Save Our Lady of Presentation

Save Our Lady of Presentation sign in front yard

This evening the voice of my blogging conscience emailed with the subject line, “Where’s the Where?” Good question, Nancy. The last week or two week, the place-based composition reader I’m working on with some colleagues as taken over my life and kept me from blogging about place (and kept me from being in any places besides the spot right in front of my computer). So Nancy has motivated me to post a photo I stopped to take earlier today.

On my recent bike rides to school, I’ve noticed this string of signs planted in yards along Foster St. protesting the May 25th announcement that Our Lady of Presentation church would be closed, one among 70 churches in the Boston area.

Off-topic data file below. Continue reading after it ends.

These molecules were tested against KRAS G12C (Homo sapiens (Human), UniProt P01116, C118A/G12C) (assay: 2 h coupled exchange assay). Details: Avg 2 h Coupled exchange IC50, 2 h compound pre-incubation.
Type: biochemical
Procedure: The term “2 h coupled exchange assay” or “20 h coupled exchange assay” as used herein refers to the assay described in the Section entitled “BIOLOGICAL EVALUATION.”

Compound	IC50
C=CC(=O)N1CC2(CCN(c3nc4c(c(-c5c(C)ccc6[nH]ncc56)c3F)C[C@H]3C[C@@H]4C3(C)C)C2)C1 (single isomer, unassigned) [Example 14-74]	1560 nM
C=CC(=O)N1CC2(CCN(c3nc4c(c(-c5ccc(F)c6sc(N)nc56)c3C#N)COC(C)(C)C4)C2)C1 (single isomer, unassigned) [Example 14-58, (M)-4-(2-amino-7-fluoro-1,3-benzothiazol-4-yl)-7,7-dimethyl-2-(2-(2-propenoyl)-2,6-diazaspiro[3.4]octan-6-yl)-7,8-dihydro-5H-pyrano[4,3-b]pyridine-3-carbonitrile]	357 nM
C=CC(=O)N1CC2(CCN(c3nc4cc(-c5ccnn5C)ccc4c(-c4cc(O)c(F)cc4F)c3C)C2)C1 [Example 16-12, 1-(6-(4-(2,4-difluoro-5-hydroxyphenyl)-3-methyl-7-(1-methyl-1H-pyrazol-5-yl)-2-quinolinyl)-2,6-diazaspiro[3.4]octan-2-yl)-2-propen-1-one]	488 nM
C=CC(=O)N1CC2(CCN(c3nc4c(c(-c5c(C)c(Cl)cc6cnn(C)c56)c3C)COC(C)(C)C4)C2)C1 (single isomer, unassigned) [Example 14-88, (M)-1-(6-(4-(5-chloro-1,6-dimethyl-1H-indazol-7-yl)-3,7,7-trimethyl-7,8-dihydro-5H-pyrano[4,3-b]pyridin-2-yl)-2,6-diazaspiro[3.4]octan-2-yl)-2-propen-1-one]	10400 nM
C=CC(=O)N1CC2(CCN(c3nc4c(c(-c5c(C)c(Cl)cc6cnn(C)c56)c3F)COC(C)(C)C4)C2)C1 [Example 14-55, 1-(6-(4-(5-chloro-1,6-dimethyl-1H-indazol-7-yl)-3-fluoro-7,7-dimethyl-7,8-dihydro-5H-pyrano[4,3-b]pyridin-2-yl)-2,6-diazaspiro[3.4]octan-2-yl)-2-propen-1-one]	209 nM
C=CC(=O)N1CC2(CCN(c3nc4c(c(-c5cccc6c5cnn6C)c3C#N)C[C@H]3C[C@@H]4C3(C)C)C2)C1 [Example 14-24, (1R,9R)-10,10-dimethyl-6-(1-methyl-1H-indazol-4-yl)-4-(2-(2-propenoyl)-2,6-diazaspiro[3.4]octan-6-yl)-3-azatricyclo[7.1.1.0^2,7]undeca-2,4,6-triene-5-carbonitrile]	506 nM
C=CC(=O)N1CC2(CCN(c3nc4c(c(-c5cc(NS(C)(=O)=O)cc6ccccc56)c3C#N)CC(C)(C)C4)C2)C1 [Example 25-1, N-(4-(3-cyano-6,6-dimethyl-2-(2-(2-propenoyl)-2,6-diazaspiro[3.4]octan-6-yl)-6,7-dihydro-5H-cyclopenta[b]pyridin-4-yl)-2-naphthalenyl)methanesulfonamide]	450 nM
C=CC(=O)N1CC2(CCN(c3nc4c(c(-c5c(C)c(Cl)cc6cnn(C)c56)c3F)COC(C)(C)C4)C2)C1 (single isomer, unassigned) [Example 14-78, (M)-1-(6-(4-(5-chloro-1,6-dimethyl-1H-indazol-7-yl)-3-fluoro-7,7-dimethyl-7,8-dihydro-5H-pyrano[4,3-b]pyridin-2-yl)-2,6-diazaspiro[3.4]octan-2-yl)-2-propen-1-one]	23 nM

It’s significant that these houses sit right next to the Archdiocese property, a beautiful space just sold to Boston College for almost 100 million dollars in order to pay the costs of clergy sex abuse litigation. In a perverse ways, this was the best thing that could have happened to BC, since available land near the university is hard to come by. And BC continues to benefit: it just bought a 70-acre Dominican retreat center in Dover as well.


2 responses to “Save Our Lady of Presentation”

  1.  Avatar

    Interesting that there’s a shift of power from the Church to the college. Was BC vocal in support or in condemnation of the cover-ups? Now that I no longer live in Boston I’m removed from these clerical politics…

  2.  Avatar

    I don’t know if BC had any role in either exposing or covering up the scandal, but after everything came to light, BC’s primary response was to invite academic discussion of the clergy sexual abuse crisis. BC established the The Church in the 21st Century to serve as a forum for discussing the issue in an ongoing way, offering conferences, courses, publications, and lectures. This initiative seems like a productive, healthy response for a Catholic university like BC.